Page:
AN ENTERPRISING father-of-two has discovered a new energy source – dog waste.
Gary Downie, a former commercial banker who lives in Broughton, wants to convert dog waste collected from across the country into energy.
And the ambitious 41-year-old believes the energy could eventually be used to power people’s homes.
He said: “It is possible that down the line we could see homes powered by dog waste if it is mixed with other organic material.”
Last month Mr Downie vowed to clean up the streets after tiring of pushing his baby’s pram through pavements and parks covered in canine excrement.
He has used £10,000 of his own money to bankroll the launch of StreetKleen – a charity to remove dog dirt and provide education.
But now the idea has snowballed and Mr Downie, a former dog owner, has launched a new social enterprise – Active Bio Systems – which will take the dog waste and turn it into biogas using the process of anaerobic digestion.
He said: “People think this started out as a crazy ex-banker spending £10,000 of his own money to pick up dog dirt, but the reality is much different.
“The three aims of StreetKleen are removal, education and prevention, but now we have come up with an alternative solution of what to do with dog waste.
“We are going to create energy from dog waste using the process of anaerobic digestion.”
Mr Downie and his business partner, Christopher Dunn, from Ellesmere Port, who has a bio-chemistry degree from Manchester University, are now in talks with local authorities from across Wales with a view to collecting their dog waste.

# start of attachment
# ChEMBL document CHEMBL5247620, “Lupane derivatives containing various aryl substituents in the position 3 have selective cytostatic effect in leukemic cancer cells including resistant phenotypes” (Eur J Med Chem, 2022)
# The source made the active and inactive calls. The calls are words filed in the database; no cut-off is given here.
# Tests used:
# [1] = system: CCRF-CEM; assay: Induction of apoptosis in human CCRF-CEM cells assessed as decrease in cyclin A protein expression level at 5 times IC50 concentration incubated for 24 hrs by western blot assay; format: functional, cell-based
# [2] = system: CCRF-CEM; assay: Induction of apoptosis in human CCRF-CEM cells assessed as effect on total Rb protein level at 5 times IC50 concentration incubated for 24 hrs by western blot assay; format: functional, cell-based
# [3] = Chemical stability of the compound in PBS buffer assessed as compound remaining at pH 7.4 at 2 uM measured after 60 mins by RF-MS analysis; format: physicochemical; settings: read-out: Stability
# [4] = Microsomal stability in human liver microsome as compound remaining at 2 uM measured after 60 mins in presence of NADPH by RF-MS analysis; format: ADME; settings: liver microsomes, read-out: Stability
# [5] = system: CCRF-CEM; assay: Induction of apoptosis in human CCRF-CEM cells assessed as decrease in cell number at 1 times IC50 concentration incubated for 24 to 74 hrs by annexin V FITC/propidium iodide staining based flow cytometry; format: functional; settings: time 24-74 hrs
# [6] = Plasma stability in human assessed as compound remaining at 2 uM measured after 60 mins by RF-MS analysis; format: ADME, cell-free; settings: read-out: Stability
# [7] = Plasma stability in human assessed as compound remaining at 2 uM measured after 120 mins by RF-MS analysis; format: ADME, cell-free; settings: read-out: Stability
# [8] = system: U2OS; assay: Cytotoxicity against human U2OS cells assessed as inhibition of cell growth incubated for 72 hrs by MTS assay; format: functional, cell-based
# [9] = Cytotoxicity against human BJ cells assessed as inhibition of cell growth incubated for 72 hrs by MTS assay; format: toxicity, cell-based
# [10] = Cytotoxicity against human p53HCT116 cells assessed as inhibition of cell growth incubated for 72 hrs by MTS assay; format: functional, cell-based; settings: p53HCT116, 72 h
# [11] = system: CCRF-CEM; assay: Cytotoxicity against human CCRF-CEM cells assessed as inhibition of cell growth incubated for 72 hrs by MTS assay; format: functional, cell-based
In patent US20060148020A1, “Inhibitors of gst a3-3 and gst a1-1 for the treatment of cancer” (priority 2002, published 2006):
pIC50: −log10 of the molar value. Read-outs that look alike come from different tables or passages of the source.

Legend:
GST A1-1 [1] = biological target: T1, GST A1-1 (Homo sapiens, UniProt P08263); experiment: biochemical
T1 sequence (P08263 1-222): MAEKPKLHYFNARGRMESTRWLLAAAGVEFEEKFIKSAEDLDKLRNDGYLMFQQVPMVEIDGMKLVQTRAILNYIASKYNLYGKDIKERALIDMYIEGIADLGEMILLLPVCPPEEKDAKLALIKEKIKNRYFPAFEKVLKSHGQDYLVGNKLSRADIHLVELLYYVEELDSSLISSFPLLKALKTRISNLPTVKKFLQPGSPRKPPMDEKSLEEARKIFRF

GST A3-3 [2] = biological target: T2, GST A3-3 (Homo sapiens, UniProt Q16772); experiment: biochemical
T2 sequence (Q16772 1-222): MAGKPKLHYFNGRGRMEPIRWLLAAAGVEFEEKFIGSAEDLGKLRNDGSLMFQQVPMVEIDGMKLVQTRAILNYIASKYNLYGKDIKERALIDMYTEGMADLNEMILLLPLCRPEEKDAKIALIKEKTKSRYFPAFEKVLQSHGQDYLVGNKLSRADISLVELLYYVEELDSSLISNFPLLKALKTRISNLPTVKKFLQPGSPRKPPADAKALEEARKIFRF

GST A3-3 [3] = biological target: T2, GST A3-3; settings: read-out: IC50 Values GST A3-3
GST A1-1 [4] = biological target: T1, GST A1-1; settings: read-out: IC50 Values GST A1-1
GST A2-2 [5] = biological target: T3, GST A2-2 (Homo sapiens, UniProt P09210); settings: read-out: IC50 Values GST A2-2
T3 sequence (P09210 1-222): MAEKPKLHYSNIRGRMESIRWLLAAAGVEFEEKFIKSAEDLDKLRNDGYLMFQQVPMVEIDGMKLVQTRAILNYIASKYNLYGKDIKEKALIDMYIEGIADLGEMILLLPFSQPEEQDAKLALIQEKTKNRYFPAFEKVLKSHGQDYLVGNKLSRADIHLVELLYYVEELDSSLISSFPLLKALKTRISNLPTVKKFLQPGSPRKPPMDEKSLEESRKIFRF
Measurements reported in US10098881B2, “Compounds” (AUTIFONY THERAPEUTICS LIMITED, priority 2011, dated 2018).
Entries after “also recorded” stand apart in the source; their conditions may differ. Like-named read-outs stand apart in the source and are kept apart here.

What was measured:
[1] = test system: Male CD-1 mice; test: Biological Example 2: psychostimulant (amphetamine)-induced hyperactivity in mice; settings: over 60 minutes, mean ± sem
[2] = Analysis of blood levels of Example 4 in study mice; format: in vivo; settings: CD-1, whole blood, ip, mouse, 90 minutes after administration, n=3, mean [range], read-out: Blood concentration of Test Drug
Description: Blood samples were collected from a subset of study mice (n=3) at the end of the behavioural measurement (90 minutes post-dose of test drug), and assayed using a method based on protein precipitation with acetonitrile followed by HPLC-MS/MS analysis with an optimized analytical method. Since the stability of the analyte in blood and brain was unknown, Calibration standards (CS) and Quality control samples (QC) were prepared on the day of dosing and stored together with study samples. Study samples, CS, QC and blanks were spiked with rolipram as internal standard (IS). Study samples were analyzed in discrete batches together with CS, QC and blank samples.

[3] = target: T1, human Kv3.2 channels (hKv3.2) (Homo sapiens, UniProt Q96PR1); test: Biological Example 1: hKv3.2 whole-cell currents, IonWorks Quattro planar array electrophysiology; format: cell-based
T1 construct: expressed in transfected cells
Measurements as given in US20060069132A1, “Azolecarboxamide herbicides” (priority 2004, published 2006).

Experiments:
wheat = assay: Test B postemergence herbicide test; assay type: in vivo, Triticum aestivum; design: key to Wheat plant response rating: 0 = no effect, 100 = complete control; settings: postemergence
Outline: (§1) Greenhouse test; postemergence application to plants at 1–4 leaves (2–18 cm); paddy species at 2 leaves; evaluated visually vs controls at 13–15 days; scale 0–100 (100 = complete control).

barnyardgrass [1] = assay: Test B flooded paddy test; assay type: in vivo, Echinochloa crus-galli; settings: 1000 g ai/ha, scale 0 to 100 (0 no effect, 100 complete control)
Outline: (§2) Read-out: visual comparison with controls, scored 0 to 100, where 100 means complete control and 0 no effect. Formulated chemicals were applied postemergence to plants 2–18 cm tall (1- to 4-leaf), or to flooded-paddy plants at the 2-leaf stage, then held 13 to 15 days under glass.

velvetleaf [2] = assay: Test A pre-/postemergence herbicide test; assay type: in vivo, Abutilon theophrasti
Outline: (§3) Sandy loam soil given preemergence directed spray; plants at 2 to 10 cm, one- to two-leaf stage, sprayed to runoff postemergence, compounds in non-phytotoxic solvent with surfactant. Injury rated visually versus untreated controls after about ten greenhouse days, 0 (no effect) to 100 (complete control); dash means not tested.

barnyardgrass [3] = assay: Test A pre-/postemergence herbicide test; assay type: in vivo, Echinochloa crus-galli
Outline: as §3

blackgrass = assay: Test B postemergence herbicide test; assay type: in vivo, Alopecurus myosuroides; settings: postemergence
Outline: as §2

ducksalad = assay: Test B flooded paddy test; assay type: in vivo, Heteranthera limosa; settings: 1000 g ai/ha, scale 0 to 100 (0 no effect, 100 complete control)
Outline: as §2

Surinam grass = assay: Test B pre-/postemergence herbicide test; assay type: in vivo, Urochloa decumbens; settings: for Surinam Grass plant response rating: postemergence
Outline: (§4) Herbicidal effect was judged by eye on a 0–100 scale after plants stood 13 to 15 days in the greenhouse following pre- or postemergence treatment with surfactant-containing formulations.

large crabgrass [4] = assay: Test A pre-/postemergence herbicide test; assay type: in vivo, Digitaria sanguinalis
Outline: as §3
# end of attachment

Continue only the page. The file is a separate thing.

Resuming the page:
The dog mess would be collected through a new-style receptacle complete with biodegragable waste bags – of which Mr Downie took delivery of the prototype on Friday.
About 1,000 tonnes of dog poo is sent to landfill every week and Mr Downie estimates there is about five tonnes every week in Flintshire alone.
He added: “We want to capture that waste stream that is currently sent to landfill and turn it into a useable energy.
“There isn’t enough dog waste in our area alone so we would have to collect from other authorities and combine it with other waste streams such as grass cuttings or any other organic matter.”
Mr Downie predicts he will need four tonnes of dog waste a day to make the company commercially viable, but he has high hopes for its success.
“This just makes sense, it’s a no-brainer,” he said.
“It a case of do you send it to landfill or do you turn it into energy?”
Mr Downie is now hoping to set up a small anaerobic digester in Wepre Park, Connah’s Quay to show people how it works.
The plans are at an early stage, but Mr Downie is in talks with anaerobic digestion engineering company Marches Biogas about the proposal.
The technology has already been used at a park in the US state of Massachusetts, where collected dog waste is used to power a lighting column in the park.